The river flows towards the ocean. The child grows into an adult. The seed becomes a tree. That is what it is, what it does, and what it will be.

In each case we can also note that the end is also the origin. It is from its origin, and so to be according to itself is to be according to its origin, and to tend to itself is to tend to its origin. It is contained by its origin, and its origin is contained within it.

And the end of all our exploring will be to arrive where we started and know the place for the first time.‘ – T. S. Elliot

Ultimately, God is the first origin and final end of all things. And in each thing being and becoming itself, it tends towards God Himself. The whole cosmos is heading towards its fulfillment in God. As St Paul wrote,

‘He is the image of the invisible God, the firstborn of all creation; for in him all things in heaven and on earth were created, things visible and invisible, whether thrones or dominions or rulers or powers—all things have been created through him and for him. He himself is before all things, and in him all things hold together. He is the head of the body, the church; he is the beginning, the firstborn from the dead, so that he might come to have first place in everything. For in him all the fullness of God was pleased to dwell, and through him God was pleased to reconcile to himself all things, whether on earth or in heaven, by making peace through the blood of his cross.’ [Colossians 1:15-20]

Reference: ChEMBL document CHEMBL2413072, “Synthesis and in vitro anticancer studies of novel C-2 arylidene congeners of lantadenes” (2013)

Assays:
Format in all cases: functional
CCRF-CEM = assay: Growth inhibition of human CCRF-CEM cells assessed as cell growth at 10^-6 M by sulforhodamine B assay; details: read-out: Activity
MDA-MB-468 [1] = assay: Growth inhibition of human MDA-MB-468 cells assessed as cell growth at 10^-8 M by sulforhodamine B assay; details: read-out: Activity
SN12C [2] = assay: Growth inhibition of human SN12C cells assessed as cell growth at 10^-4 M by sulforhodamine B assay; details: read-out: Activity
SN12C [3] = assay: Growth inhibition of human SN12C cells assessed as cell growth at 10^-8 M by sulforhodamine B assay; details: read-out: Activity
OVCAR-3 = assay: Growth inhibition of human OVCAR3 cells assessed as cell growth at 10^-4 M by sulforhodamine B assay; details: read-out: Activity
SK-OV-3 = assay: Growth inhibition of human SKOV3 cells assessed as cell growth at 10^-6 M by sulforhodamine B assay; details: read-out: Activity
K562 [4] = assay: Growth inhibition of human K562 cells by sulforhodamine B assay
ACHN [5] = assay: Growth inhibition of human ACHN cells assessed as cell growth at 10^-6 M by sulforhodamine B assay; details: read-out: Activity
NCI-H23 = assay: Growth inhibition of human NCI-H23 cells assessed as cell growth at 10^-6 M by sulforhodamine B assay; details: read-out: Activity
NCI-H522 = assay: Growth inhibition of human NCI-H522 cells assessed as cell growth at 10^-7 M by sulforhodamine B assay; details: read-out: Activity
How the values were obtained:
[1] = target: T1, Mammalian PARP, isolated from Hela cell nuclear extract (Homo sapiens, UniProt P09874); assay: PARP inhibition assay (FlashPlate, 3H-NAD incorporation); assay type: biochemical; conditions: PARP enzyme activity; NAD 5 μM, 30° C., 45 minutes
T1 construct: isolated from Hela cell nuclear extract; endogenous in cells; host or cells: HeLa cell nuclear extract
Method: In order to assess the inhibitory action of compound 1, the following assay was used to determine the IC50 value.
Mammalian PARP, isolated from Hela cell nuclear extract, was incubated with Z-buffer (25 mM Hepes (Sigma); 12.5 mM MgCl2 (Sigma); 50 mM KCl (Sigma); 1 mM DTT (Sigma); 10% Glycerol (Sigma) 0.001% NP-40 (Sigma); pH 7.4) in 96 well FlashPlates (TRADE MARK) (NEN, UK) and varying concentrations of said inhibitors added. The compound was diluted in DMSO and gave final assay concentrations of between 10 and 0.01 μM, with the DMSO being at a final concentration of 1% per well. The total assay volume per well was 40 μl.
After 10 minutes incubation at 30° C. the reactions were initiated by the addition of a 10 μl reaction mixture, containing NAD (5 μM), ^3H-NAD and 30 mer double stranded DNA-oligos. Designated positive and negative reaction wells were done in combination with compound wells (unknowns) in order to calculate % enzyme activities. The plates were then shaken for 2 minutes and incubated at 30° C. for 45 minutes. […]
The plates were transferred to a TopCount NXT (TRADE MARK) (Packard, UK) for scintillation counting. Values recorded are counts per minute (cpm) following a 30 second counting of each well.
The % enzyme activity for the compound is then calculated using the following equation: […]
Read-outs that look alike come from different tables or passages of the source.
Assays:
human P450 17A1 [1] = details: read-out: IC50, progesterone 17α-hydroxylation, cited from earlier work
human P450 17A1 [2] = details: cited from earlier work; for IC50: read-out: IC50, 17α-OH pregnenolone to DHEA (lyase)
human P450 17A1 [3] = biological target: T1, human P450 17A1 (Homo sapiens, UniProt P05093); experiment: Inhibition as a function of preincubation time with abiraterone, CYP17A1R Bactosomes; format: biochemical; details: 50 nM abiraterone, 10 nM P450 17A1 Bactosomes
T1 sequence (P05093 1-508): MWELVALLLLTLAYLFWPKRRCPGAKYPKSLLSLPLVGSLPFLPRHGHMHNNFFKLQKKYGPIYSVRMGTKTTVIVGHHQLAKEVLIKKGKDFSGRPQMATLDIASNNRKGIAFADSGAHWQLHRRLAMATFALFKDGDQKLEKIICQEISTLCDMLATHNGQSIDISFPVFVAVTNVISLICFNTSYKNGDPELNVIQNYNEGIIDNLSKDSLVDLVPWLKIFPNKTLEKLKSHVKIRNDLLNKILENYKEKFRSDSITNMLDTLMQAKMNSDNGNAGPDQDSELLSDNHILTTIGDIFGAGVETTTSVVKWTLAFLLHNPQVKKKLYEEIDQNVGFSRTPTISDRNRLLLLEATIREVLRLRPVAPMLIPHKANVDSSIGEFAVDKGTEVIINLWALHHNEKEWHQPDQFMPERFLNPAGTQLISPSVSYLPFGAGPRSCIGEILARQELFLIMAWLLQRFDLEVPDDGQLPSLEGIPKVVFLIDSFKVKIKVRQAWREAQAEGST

And,

‘For the creation waits with eager longing for the revealing of the children of God; for the creation was subjected to futility, not of its own will but by the will of the one who subjected it, in hope that the creation itself will be set free from its bondage to decay and will obtain the freedom of the glory of the children of God. We know that the whole creation has been groaning in labour pains until now’ [Romans 8:19-22]

And again,

‘When all things are subjected to him, then the Son himself will also be subjected to the one who put all things in subjection under him, so that God may be all in all.’ [Corinthians 15:28]

God bless!

Standing in a waterfall, looking up

He is a waterfall.

He empties Himself every moment,

and is superabundantly full.

He is high up above,

and He is drilling to the depths.